We thank Drs. Barad and Gleischer for their interest in our paper (1). While their concerns regarding potential for confounding introduced by collinearity between age, FSH (reflecting ovarian reserve) and dose of gonadotropins merit discussion, their outright dismissal of our observations as solely reflective of advancing age is simplistic, as are their erroneous conclusions that our observations are an artifact of multicollinearity.
Collinearity identifies a linear relationship between two explanatory variables (2); multicollinearity is said to exist when two or more explanatory variables in a multiple regression model are highly correlated (correlation coefficient >0.5). Although they correctly identify that model stability is not affected by collinearity between independent variables (2-3), our colleagues are incorrect in their assumption that collinearity cannot be adequately accounted for and that the data are therefore uninterpretable.
Contrary to the pronouncement by Barad and Gleicher that the observed statistically significant relationship between gonadotropin dose and cycle outcome is solely a reflection of collinearity in key variables, imprecise estimates of regression coefficients, inflation in standard error of coefficients (with resulting widening of confidence intervals) and a failure to reject the null hypothesis (rather than predisposition for an alpha error, i.e.,falsely rejecting the null hypothesis) are far more likely consequences of significant multicollinearity (2,3). The modest magnitudes of the correlation coefficients for the variables deemed of concern (r=0.23 for age and FSH, r=0.42 for age and dose of gonadotropins and r=0.42 for dose and FSH) identify our colleagues’ assumptions of collinearity as overly inclusive. Stepwise regression (forward and backward) analyses undertaken to assess modification of effect size in the relationship between gonadotropin dose and cycle outcomes (clinical pregnancy and live birth) by inclusion of age and of FSH failed to demonstrate confounding influences of either age or FSH on the relationship between gonadotropin dose and outcomes of interest (regression coefficients for respective associations were essentially unchanged).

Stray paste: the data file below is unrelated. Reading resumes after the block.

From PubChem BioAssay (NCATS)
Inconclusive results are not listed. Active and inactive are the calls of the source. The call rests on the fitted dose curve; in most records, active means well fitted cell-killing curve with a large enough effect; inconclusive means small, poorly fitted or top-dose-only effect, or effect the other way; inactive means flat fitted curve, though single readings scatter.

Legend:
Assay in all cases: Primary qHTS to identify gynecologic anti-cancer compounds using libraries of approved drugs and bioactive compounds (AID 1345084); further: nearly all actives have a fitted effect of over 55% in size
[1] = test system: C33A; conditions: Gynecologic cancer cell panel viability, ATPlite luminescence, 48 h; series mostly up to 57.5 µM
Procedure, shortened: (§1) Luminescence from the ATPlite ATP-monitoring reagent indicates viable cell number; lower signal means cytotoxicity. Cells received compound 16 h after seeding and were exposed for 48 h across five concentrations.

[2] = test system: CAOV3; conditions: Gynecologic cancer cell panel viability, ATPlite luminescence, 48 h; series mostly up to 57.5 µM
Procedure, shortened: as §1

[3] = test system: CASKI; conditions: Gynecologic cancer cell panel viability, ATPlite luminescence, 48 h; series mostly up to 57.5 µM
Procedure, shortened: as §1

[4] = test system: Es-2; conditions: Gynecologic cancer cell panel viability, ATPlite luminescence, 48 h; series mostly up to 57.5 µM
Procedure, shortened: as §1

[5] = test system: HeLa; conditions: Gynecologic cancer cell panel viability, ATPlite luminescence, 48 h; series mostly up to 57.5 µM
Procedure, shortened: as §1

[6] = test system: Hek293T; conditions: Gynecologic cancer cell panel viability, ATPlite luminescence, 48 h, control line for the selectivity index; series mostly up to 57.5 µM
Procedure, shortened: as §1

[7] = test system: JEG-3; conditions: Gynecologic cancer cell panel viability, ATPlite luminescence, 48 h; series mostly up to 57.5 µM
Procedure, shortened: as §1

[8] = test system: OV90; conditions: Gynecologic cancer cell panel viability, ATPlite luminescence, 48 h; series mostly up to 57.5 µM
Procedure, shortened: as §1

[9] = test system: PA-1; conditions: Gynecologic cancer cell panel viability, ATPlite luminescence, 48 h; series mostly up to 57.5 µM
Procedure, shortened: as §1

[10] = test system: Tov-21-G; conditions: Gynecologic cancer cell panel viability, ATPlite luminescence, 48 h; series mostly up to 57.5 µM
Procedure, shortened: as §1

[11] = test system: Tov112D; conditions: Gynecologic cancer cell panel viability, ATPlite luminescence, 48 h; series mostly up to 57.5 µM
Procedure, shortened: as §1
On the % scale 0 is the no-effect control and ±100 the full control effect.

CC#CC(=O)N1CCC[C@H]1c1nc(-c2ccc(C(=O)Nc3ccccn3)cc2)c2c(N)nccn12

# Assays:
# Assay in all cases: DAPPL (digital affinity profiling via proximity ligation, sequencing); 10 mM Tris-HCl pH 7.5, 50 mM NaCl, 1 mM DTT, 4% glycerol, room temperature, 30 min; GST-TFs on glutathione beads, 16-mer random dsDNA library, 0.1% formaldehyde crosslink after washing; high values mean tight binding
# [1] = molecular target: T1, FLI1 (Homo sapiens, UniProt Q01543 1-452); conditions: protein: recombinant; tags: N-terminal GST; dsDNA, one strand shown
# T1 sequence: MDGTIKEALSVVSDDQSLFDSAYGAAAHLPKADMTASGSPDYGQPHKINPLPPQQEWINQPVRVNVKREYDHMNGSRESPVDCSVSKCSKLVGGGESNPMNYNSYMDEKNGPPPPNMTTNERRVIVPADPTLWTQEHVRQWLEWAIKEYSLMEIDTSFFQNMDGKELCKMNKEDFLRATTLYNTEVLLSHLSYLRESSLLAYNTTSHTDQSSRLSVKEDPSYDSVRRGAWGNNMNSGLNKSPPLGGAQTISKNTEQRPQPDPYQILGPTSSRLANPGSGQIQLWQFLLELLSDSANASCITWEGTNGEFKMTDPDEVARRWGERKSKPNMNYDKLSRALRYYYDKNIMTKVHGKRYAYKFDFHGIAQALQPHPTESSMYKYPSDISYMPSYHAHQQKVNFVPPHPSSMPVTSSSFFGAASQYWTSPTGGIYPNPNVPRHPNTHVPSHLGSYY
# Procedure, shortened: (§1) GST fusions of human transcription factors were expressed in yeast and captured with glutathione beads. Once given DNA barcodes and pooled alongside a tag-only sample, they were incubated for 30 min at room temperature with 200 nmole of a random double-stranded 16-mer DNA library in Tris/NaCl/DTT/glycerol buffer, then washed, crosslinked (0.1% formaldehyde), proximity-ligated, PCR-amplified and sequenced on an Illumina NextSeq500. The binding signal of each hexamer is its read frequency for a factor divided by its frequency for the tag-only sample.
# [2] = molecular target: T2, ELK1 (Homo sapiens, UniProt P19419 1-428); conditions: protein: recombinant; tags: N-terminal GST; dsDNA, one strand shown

Additional sensitivity analyses utilized categorization of age and FSH (age ≥ 38 versus <38 and FSH <10 versus ≥ 10mIU/ml) for incorporation in respective models to assess if categorization of related variables modified the magnitude of associations between variable of interest (gonadotropin dose) and respective outcomes. These exploratory steps were not explicitly presented in our manuscript. Moreover, regression coefficients for the relationship between gonadotropin dose and outcomes of interest remained identical when age and FSH were utilized as categorical or as continuous variables—yet another method for providing reassurance against significant collinearity in the specified variables.
We additionally would like to highlight the safeguard incorporated in STATA that checks for collinearity and automatically drops collinear predictor variables prior to estimation (4). Variance inflation factor (VIF) is a recognized methodology to assess for the magnitude of collinearity in multivariable analyses; VIF <10 or even <5 reassures against meaningful multicollinearity (5). Given our colleagues’ concerns, we further undertook VIF analyses for the specified linear variables (age, FSH and dose of gonadotropins). This exercise resulted in a mean VIF of 1.14 for the specified variables, thus reassuring against any meaningful collinearity in our models. The observed detrimental relationships between IVF cycle outcome and increasing gonadotropin dose as described in our paper (1) are thus statistically valid interpretations and may not be dismissed.